Stokes Nature Center: Serving Clients With Renewed Dedication

Despite 2020’s numerous challenges, Stokes Nature Center (SNC) experienced its most successful year, serving at least 20,000 outdoor enthusiasts in 2020, almost 60% more than the year before, because its staff adapted to the challenges of the coronavirus pandemic.

In March 2020, the organization ceased all in-person programming per public health recommendations. However, the organization knew its work would be needed more than ever during the pandemic’s uncertainty. 

“When so many places closed due to the coronavirus pandemic, our organization welcomed both returning and first-time users,” said executive director Kendra Penry. “We want everyone visiting our natural world to know how to protect it so it can nurture us for generations to come.”

Even without its usual revenue, the SNC kept working and, within 48 hours, created their first virtual program, Stay Home with Stokes. The program encourages individuals of all ages to get outdoors wherever they can. Additionally, it took its free weekly children’s storytime and adult workshops online and provided content to more than 1,000 people weekly. 

However, the organization realized additional education was needed, with public land usage increasing by 300% in 2020. Outdoor enthusiasts needed new and creative ideas of how to enjoy nature safely.

SNC staff created in-person programming with low attendance numbers to adhere to public health guidelines. The classes included Art of Observation summer camps that taught children to observe and record nature at a safe physical distance. Community members also participated in bubble hikes, a physically distanced summer concert series, and small group snowshoe adventures. The organization continually looks for fun and creative ways to engage with the public, and it recently launched its virtual preschool.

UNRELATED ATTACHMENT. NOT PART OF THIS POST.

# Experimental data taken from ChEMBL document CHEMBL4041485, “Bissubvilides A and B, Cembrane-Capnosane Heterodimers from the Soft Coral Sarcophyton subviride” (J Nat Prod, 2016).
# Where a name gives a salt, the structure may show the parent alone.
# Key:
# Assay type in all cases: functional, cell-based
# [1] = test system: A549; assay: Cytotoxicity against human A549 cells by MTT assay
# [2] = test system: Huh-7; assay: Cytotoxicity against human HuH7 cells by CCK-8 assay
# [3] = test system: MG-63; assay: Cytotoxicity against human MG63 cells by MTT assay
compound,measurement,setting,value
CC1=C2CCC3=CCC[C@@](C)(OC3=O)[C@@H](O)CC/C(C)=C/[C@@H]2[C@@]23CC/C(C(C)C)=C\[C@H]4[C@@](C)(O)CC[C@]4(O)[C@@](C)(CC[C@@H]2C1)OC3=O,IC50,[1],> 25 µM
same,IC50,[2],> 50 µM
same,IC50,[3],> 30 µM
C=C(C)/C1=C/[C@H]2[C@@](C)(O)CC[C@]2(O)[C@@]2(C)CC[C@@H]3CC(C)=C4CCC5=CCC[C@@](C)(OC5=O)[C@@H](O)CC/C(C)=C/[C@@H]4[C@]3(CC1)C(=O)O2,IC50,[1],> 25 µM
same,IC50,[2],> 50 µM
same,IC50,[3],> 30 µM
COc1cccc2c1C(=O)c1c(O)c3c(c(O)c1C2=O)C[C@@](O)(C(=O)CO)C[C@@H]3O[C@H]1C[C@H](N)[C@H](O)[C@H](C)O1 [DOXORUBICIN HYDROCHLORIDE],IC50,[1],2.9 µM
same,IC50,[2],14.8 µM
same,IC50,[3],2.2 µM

These activities required participants to wear face masks supplied free-of-charge by the Governor’s Office of Economic Development (GOED).

“Like many nonprofits and small businesses, the pandemic severely decreased our revenues, often by more than 50%, but our work cannot stop,” added Penry. ”We can get creative with our funding if necessary because the community needs us.” 

One participant in SNC’s reduced-size firefly tours noted, ‘I loved this, and I hope it continues for many more generations,’” 

Even in uncertainty, the SNC programming for 2021 is underway, and it includes a first-of-its-kind children’s book about Cache Valley using a Create in Utah grant offered by the Utah Department of Heritage & Arts. 

More information is available at

About the organization: The Allen and Alice Stokes Nature Center is a nonprofit nature center established in 1997 that envisions a future where people of all ages appreciate and are stewards of our natural world. Stokes Nature Center is the official educational permittee of the Uinta-Wasatch-Cache National Forest and the USDA-designated Logan Canyon Children’s Forest. Current programs include the nature preschool, summer camps, school programs, Nature Tales, Canyon Conversations, Canyon Jams, and more.